A 10-year-old and his parents sit in a pediatrician’s exam room. The boy is overweight and often hyperactive. His parents are frustrated. The doctor recommends that the family improve its diet. But where to start?
Luckily this family is in the “carrot room,” one of several fruit-and-vegetable-themed exam rooms in the Fredericksburg, Va., office of Nimali Fernando, a nutrition-focused pediatrician who is known to her patients as Dr. Yum. From cooking classes in her demo kitchen using food harvested from the clinic’s garden to online instructional videos, Fernando (GSPH ’98, MED ’99) also shares resources beyond her practice through her nonprofit, the Doctor Yum Project, at doctoryum.org. She is also the coauthor of Raising a Healthy, Happy Eater: A Parent’s Handbook—A Stage-by-Stage Guide to Setting Your Child on the Path to Adventurous Eating.
What sorts of lessons are taught in the kitchen?
We try to bring in the fun of food. Our Salad Lab teaches kids how to make their own unique salad dressing. We give them mason jars, a formula, lots of different options, and they make their own salad dressing. It’s a great way to get kids excited about eating leafy green veggies.
How are children helped by healthy eating?
We often think about obesity and diet. But what made me search for a solution to the poor diet of many of my patients were digestive issues. Those I see as commonly as obesity or more commonly. Even mental health issues—like anxiety, depression, ADHD—often are intertwined with diet.
With healthy eating, who is more difficult, kids or their parents?
Parents. Absolutely. Kids are often more willing to explore than adults. Adults may have been called picky eaters their whole lives, and to undo that is really hard. Sometimes the best agents of change are children, and I find that sometimes they will go home and influence the adults to eat better.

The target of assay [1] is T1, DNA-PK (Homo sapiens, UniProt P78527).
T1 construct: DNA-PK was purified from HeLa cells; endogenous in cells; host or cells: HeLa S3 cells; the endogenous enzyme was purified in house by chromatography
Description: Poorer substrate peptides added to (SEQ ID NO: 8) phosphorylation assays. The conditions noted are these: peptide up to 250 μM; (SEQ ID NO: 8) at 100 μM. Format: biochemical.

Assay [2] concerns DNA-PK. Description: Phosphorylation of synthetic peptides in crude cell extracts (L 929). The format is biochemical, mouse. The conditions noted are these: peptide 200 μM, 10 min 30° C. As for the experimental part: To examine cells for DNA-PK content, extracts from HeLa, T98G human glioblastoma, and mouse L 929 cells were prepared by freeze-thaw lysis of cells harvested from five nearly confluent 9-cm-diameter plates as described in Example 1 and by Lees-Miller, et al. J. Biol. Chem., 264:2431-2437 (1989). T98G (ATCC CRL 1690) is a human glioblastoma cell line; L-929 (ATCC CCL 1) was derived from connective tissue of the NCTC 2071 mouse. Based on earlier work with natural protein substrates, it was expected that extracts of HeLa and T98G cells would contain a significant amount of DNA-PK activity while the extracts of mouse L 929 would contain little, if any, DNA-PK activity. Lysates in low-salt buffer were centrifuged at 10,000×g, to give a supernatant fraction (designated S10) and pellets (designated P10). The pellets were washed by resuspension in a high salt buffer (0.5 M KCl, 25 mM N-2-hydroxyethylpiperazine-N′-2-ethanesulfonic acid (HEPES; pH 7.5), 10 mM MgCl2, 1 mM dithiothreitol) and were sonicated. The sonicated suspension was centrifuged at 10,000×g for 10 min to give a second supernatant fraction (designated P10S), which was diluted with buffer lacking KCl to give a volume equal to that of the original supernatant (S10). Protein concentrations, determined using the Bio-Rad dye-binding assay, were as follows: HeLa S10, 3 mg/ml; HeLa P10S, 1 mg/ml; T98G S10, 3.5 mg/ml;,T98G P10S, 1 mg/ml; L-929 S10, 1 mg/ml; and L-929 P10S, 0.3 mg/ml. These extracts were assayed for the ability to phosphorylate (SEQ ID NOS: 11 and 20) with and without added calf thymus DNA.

How does gardening affect eating habits?
When you show kids how food grows, they’re engaging their senses. Before they even put kale in their mouth, they’re planting that seed and watching it grow. They pick it, wash it, and feel excited and confident about the food they grew. It can be much less difficult to convince children to eat a local heirloom tomato grown in their own backyard.
How does this work affect your own family?
I have to practice what I preach—having patience, being consistent, and understanding that eating is a developmental process every child goes through differently. My kids are at the point where they have internalized what food can do for their body, both positively and negatively. That is where I want all of my patients’ families to be—where they don’t have to police their children because they have instilled good eating habits from the beginning.
Opening image: Nimali Fernando, a.k.a Dr. Yum
This article appeared in the Winter 2017 issue of Pitt Magazine.